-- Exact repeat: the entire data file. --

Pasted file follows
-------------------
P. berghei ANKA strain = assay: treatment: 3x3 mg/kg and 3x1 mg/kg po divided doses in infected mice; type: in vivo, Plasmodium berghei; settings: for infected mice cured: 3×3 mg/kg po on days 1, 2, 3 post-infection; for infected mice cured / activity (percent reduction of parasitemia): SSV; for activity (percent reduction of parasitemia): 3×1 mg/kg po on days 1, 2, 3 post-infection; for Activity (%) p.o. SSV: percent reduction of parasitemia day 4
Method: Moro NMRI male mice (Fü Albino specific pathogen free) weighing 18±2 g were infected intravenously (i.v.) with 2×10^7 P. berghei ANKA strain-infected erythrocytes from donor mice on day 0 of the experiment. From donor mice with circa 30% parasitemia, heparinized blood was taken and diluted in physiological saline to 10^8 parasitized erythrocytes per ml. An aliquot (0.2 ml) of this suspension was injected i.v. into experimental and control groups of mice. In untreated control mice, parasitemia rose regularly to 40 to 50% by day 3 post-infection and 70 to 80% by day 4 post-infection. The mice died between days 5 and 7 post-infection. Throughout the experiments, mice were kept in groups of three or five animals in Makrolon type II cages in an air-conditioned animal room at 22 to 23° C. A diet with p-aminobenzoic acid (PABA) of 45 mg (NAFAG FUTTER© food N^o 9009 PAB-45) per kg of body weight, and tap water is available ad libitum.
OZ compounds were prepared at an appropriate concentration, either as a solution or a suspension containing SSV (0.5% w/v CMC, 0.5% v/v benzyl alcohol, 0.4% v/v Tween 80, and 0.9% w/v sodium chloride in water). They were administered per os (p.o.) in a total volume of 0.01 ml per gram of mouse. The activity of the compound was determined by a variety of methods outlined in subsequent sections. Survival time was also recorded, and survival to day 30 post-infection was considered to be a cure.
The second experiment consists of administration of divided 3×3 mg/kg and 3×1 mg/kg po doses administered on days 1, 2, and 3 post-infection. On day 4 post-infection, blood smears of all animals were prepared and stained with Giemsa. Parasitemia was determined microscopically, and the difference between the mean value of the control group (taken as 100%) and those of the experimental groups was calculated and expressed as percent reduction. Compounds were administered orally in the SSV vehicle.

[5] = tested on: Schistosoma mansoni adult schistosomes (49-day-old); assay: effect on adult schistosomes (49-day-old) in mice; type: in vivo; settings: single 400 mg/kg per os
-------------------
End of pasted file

P. berghei ANKA strain = assay: treatment: 3x3 mg/kg and 3x1 mg/kg po divided doses in infected mice; type: in vivo, Plasmodium berghei; settings: for infected mice cured: 3×3 mg/kg po on days 1, 2, 3 post-infection; for infected mice cured / activity (percent reduction of parasitemia): SSV; for activity (percent reduction of parasitemia): 3×1 mg/kg po on days 1, 2, 3 post-infection; for Activity (%) p.o. SSV: percent reduction of parasitemia day 4
Method: Moro NMRI male mice (Fü Albino specific pathogen free) weighing 18±2 g were infected intravenously (i.v.) with 2×10^7 P. berghei ANKA strain-infected erythrocytes from donor mice on day 0 of the experiment. From donor mice with circa 30% parasitemia, heparinized blood was taken and diluted in physiological saline to 10^8 parasitized erythrocytes per ml. An aliquot (0.2 ml) of this suspension was injected i.v. into experimental and control groups of mice. In untreated control mice, parasitemia rose regularly to 40 to 50% by day 3 post-infection and 70 to 80% by day 4 post-infection. The mice died between days 5 and 7 post-infection. Throughout the experiments, mice were kept in groups of three or five animals in Makrolon type II cages in an air-conditioned animal room at 22 to 23° C. A diet with p-aminobenzoic acid (PABA) of 45 mg (NAFAG FUTTER© food N^o 9009 PAB-45) per kg of body weight, and tap water is available ad libitum.
OZ compounds were prepared at an appropriate concentration, either as a solution or a suspension containing SSV (0.5% w/v CMC, 0.5% v/v benzyl alcohol, 0.4% v/v Tween 80, and 0.9% w/v sodium chloride in water). They were administered per os (p.o.) in a total volume of 0.01 ml per gram of mouse. The activity of the compound was determined by a variety of methods outlined in subsequent sections. Survival time was also recorded, and survival to day 30 post-infection was considered to be a cure.
The second experiment consists of administration of divided 3×3 mg/kg and 3×1 mg/kg po doses administered on days 1, 2, and 3 post-infection. On day 4 post-infection, blood smears of all animals were prepared and stained with Giemsa. Parasitemia was determined microscopically, and the difference between the mean value of the control group (taken as 100%) and those of the experimental groups was calculated and expressed as percent reduction. Compounds were administered orally in the SSV vehicle.

[5] = tested on: Schistosoma mansoni adult schistosomes (49-day-old); assay: effect on adult schistosomes (49-day-old) in mice; type: in vivo; settings: single 400 mg/kg per os